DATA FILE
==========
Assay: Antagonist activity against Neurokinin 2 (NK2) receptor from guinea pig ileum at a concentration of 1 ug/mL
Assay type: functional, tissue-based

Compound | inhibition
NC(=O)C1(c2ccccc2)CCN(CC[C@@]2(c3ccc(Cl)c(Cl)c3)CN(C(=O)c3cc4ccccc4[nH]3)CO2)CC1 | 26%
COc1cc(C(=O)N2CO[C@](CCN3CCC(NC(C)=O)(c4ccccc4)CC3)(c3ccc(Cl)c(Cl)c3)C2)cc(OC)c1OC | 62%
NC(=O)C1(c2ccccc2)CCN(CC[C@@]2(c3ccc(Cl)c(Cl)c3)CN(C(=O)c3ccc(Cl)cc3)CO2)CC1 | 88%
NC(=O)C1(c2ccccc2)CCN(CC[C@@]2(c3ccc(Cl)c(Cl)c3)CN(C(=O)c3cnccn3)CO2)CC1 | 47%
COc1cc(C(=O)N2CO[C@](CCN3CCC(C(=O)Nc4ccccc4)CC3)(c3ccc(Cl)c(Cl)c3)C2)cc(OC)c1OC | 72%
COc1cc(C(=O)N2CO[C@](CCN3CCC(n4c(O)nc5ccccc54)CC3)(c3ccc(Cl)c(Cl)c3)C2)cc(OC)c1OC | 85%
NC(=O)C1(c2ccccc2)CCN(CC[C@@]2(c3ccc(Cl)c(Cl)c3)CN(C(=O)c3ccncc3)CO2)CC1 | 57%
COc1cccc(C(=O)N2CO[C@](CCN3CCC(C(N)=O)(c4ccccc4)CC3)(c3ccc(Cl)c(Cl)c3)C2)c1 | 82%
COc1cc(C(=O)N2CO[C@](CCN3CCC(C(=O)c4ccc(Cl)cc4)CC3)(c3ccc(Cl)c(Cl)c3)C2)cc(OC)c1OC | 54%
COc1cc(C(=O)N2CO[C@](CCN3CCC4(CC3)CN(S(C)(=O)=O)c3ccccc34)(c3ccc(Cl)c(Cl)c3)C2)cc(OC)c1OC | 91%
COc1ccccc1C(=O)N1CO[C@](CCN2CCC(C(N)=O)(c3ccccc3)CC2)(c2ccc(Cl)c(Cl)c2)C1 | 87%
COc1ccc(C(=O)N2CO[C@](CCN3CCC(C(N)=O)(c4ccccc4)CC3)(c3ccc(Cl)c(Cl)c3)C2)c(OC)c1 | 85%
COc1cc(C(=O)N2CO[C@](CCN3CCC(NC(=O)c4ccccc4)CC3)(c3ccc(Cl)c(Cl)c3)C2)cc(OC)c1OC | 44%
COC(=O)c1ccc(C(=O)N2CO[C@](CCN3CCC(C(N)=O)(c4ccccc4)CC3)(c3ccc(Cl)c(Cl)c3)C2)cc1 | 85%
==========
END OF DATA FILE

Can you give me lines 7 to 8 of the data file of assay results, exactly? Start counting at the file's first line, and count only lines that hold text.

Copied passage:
NC(=O)C1(c2ccccc2)CCN(CC[C@@]2(c3ccc(Cl)c(Cl)c3)CN(C(=O)c3cnccn3)CO2)CC1 | 47%
COc1cc(C(=O)N2CO[C@](CCN3CCC(C(=O)Nc4ccccc4)CC3)(c3ccc(Cl)c(Cl)c3)C2)cc(OC)c1OC | 72%